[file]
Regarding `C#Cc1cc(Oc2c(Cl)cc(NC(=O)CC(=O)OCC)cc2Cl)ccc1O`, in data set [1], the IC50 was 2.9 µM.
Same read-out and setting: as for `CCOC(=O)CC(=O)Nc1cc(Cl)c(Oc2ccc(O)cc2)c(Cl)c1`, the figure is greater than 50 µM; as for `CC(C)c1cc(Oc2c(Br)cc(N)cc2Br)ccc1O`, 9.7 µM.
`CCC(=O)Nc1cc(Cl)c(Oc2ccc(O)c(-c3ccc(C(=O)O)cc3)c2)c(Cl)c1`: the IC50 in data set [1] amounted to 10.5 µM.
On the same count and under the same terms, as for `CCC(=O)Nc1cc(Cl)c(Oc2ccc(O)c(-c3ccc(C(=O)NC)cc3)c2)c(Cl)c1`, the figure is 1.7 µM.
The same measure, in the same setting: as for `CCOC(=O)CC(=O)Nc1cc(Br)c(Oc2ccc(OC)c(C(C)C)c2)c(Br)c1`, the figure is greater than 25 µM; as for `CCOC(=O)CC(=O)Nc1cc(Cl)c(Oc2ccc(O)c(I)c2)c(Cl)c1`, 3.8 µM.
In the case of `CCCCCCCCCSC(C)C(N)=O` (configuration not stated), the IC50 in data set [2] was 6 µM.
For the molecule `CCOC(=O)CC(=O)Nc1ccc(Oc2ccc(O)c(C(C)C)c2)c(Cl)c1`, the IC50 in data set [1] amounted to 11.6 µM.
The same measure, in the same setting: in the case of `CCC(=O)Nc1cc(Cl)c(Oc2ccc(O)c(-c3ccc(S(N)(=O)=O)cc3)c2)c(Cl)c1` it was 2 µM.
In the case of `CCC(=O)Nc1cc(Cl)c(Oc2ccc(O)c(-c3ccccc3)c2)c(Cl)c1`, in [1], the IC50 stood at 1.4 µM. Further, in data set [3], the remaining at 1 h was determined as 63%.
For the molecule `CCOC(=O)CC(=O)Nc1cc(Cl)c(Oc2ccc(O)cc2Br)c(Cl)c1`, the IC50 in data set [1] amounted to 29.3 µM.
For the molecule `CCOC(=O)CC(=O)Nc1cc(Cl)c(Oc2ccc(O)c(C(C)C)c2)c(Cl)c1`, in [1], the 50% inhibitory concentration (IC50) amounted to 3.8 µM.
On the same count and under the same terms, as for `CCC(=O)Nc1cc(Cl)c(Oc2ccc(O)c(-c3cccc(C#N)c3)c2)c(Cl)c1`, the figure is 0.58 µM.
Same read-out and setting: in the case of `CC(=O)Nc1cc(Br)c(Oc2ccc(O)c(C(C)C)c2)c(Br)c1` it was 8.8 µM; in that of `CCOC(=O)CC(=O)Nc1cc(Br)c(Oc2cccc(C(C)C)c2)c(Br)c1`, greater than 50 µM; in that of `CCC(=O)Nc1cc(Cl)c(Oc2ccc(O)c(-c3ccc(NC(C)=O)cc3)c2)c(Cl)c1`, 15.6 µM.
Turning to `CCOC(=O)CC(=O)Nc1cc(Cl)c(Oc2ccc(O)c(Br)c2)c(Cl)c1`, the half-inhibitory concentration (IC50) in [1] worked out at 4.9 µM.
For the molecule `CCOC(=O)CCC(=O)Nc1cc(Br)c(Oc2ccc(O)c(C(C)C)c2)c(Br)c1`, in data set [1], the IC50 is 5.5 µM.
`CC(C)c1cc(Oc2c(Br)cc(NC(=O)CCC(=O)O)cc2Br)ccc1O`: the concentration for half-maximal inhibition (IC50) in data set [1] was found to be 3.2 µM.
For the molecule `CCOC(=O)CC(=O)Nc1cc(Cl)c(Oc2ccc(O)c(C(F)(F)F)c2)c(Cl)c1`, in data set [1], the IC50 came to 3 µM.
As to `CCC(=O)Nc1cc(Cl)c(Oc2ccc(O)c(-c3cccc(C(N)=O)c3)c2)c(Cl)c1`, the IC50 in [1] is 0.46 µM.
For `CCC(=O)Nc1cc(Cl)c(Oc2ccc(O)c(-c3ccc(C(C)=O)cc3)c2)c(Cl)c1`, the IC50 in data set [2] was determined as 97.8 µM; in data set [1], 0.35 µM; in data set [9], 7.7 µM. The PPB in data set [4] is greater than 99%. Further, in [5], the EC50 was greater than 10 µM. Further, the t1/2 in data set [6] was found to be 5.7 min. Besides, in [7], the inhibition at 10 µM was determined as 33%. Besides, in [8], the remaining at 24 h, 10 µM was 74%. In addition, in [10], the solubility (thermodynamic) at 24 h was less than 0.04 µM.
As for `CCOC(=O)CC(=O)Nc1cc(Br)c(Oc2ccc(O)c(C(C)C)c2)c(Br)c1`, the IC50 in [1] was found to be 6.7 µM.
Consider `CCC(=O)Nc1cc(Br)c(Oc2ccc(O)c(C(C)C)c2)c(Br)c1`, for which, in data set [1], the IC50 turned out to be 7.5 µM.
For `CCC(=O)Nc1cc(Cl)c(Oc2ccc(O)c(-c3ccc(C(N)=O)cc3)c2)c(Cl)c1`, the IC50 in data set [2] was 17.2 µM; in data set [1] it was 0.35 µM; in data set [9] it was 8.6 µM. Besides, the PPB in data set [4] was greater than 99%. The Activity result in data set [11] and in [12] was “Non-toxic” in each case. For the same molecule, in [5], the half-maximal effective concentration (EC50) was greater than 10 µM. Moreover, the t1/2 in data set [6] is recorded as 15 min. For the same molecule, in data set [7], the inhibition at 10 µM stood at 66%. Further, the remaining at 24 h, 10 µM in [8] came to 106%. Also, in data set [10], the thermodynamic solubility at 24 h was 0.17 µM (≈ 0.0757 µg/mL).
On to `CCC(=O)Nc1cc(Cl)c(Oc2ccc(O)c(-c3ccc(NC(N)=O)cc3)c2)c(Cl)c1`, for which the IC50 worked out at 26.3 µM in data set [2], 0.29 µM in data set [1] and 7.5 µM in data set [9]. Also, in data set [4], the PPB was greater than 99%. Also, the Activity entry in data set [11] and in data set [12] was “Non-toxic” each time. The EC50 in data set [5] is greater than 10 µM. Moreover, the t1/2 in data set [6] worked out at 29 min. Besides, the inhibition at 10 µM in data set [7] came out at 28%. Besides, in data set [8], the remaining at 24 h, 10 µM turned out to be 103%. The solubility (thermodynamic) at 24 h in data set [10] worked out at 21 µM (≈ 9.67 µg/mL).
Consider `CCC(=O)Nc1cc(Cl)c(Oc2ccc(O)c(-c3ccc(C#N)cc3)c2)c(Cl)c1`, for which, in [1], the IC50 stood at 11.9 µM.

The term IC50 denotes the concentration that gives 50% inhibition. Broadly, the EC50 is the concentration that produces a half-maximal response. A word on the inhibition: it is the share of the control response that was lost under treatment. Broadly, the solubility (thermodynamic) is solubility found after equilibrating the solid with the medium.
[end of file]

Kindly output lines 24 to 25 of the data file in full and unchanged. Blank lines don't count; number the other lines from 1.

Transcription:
Consider `CCC(=O)Nc1cc(Cl)c(Oc2ccc(O)c(-c3ccc(C#N)cc3)c2)c(Cl)c1`, for which, in [1], the IC50 stood at 11.9 µM.

The term IC50 denotes the concentration that gives 50% inhibition. Broadly, the EC50 is the concentration that produces a half-maximal response. A word on the inhibition: it is the share of the control response that was lost under treatment. Broadly, the solubility (thermodynamic) is solubility found after equilibrating the solid with the medium.